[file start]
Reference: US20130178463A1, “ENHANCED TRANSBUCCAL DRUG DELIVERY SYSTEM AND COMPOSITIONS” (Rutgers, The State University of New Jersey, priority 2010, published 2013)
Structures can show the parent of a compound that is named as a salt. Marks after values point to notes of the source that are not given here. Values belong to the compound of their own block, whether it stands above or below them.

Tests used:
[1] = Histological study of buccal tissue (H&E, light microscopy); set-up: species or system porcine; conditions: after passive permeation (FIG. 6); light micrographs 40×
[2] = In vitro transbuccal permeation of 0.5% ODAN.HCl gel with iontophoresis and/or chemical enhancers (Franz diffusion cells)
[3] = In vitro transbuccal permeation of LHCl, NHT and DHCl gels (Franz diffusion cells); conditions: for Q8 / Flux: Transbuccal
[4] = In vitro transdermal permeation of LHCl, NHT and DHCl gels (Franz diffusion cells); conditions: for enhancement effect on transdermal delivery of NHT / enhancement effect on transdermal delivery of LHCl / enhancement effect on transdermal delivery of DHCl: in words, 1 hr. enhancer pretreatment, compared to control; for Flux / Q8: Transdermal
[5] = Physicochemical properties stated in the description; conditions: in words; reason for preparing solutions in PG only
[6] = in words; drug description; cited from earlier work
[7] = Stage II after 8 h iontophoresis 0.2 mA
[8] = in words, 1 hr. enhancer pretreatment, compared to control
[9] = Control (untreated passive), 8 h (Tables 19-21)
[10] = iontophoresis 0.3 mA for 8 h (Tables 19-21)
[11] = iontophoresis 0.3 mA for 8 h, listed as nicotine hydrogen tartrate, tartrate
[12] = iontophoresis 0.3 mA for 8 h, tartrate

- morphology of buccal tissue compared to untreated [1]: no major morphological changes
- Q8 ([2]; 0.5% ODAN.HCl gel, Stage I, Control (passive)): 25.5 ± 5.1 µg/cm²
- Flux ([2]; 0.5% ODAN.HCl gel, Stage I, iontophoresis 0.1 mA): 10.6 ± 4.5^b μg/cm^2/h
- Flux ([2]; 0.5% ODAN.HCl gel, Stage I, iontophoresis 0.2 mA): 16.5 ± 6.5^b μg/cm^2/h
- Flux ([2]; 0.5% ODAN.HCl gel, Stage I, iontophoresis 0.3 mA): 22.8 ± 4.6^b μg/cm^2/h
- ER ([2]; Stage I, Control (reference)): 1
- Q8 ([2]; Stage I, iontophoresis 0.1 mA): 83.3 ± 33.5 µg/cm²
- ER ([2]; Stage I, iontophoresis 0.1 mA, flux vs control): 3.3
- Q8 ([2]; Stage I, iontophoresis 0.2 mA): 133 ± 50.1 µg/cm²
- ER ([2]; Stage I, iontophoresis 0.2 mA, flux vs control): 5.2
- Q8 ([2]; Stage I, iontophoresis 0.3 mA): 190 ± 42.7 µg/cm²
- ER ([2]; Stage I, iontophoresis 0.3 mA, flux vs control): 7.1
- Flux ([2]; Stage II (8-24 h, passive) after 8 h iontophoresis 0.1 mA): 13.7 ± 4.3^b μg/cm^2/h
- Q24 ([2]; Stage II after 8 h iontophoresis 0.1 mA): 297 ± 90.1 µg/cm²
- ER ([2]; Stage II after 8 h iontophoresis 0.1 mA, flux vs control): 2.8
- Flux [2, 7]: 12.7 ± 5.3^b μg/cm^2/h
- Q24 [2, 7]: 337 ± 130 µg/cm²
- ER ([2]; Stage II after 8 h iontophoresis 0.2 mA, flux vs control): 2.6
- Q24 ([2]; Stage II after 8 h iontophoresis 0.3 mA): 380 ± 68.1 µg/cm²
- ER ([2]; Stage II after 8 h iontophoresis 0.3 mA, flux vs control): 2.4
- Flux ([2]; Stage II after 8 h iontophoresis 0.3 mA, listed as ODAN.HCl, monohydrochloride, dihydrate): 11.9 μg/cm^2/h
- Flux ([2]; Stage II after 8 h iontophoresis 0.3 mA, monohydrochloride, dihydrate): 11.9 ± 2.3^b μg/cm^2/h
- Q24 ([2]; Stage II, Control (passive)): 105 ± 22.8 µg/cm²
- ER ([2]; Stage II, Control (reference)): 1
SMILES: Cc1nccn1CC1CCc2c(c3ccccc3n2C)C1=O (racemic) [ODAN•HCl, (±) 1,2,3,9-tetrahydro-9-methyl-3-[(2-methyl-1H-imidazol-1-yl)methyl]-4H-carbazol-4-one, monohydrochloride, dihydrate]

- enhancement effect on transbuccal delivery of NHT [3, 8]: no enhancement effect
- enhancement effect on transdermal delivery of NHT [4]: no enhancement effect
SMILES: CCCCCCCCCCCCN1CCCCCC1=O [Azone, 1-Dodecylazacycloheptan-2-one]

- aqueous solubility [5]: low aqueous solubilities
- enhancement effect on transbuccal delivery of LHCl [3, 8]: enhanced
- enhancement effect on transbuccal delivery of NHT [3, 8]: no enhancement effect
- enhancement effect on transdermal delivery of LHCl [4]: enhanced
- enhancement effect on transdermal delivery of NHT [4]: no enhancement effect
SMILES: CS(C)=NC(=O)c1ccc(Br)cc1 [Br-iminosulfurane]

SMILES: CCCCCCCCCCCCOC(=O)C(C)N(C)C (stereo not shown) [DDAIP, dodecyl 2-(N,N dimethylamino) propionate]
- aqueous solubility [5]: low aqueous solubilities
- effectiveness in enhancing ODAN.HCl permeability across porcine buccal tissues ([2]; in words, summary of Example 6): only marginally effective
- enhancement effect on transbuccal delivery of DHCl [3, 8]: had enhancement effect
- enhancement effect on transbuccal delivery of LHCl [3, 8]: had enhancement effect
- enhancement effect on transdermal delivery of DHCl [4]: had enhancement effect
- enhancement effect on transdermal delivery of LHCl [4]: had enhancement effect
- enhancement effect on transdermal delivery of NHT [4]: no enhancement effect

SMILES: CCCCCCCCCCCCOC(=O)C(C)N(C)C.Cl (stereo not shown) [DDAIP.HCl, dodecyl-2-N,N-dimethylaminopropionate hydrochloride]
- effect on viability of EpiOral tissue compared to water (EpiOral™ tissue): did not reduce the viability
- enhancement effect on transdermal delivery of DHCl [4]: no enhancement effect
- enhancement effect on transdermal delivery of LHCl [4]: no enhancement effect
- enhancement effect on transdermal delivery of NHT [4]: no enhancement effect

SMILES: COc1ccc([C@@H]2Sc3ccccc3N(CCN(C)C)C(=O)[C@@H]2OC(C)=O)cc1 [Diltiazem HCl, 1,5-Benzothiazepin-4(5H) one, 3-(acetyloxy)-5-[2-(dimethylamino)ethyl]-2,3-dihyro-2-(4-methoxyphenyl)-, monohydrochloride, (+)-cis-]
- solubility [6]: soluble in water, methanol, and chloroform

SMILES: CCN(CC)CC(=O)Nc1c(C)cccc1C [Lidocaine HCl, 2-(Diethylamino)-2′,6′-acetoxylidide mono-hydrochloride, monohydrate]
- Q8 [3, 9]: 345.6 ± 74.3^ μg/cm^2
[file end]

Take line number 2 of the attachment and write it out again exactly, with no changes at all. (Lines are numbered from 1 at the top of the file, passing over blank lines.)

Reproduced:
Structures can show the parent of a compound that is named as a salt. Marks after values point to notes of the source that are not given here. Values belong to the compound of their own block, whether it stands above or below them.